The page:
July 9, 2020
The Economic and Revenue Forecast Council (ERFC) has posted an unofficial budget outlook that reflects the June revenue forecast. The outlook was prepared by the Office of Program Research and has not been officially adopted by the ERFC. (Budget outlooks are officially adopted in January and within 30 days of enactment of an operating budget.)
The outlook estimates that the unrestricted ending balance of the funds subject to the outlook (including the workforce education investment account) will be negative $3.403 billion at the end of 2019–21 and negative $8.465 billion at the end of 2021–23. Even if the Legislature drains the rainy day fund this biennium, the state would still be negative $1.487 billion at the end of 2019–21.
As I noted earlier this week, Gov. Inslee has already cut some spending. The outlook includes the effect of Gov. Inslee’s operating budget vetoes, but it does not reflect savings from the hiring freeze and furloughs. It’s not known how much the hiring freeze will save, but the furloughs are expected to save between $55 million and $91 million (depending on whether agencies not under the governor’s authority follow suit).
Additionally, the outlook does not include the additional costs expected due to the June caseload forecast. According to a preliminary estimate from the Office of Financial Management (OFM), the caseload forecast could increase spending needs by $161 million for 2019–21.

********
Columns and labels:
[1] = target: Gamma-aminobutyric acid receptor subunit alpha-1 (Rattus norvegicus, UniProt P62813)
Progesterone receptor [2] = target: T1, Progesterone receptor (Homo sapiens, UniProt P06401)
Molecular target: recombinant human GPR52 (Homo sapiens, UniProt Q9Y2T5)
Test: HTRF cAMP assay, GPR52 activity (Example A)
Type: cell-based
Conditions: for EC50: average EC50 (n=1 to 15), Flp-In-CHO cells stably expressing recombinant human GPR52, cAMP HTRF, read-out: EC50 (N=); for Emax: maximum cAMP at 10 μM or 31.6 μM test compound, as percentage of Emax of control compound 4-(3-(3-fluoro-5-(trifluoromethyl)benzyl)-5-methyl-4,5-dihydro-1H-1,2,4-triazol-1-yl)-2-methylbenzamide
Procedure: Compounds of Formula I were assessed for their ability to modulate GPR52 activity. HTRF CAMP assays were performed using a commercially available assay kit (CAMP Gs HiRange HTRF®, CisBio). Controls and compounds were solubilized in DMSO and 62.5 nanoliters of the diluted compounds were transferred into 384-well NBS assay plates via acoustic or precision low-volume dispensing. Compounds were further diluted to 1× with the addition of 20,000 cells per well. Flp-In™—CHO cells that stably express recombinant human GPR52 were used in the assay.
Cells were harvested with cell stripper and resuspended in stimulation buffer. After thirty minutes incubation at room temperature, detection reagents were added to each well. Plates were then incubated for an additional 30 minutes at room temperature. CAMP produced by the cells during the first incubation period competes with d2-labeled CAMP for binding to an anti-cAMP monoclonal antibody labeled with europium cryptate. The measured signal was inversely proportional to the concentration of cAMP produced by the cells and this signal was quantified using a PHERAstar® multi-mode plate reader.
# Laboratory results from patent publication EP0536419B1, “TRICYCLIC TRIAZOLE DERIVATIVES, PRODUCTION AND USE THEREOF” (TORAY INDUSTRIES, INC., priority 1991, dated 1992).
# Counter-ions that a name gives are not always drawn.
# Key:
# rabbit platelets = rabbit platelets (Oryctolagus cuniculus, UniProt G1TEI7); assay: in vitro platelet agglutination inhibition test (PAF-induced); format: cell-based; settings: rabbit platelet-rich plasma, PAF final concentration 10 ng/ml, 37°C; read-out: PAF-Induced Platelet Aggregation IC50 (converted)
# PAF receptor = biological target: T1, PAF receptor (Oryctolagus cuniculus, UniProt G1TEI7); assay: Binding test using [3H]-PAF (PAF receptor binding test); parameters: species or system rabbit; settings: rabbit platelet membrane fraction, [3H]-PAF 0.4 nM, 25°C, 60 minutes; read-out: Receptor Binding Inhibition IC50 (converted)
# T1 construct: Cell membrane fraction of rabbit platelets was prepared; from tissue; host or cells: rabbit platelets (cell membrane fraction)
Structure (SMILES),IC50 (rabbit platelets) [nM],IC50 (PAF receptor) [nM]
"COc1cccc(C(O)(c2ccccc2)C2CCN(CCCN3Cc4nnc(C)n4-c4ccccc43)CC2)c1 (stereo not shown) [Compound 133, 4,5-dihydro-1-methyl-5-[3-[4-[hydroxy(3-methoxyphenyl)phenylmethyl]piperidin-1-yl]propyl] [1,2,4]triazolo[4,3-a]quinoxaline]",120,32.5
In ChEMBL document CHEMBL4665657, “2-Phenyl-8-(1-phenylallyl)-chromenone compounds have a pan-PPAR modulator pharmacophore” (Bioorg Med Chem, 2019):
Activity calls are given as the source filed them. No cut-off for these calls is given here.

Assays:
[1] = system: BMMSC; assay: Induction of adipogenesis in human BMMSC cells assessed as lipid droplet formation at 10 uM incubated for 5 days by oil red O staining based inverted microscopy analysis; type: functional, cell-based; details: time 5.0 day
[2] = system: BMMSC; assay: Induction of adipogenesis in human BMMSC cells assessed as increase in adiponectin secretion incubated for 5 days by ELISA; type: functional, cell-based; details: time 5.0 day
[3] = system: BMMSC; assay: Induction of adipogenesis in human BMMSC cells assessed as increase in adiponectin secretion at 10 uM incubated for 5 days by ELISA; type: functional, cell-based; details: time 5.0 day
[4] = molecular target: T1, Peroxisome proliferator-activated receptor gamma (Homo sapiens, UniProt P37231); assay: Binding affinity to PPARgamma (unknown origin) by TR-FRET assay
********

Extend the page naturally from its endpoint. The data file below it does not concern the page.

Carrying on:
Medicaid caseloads are a major part of the increase. The state received $262 million from the federal government in FY 2020 due to the enhanced federal Medicaid match in one of the COVID-19 relief bills. OFM estimates that the enhanced match will mean that Washington will receive an additional $131 million from the federal government each quarter. (The higher match expires “on the last day of the calendar quarter in which the last day of” the public health emergency occurs, as determined by the Secretary of Health and Human Services.) These additional federal funds for Medicaid free up state funds to use elsewhere.
Meanwhile, Lucy Dadayan of the Tax Policy Center (TPC) reports that 27 states have revised their revenue forecasts so far. Based on those downward revisions, Dadayan estimates, “total tax revenue shortfalls for all 50 states will be roughly $75 billion in fiscal year 2020 and $125 billion in fiscal year 2021.” The chart below (from the TPC) shows the revenue reductions of the states that have revised their forecasts, as a percent of pre-COVID-19 forecasts. Washington’s revenue decline is the 14th largest.Categories: Budget.
Tags: covid , other federal action on COVID-19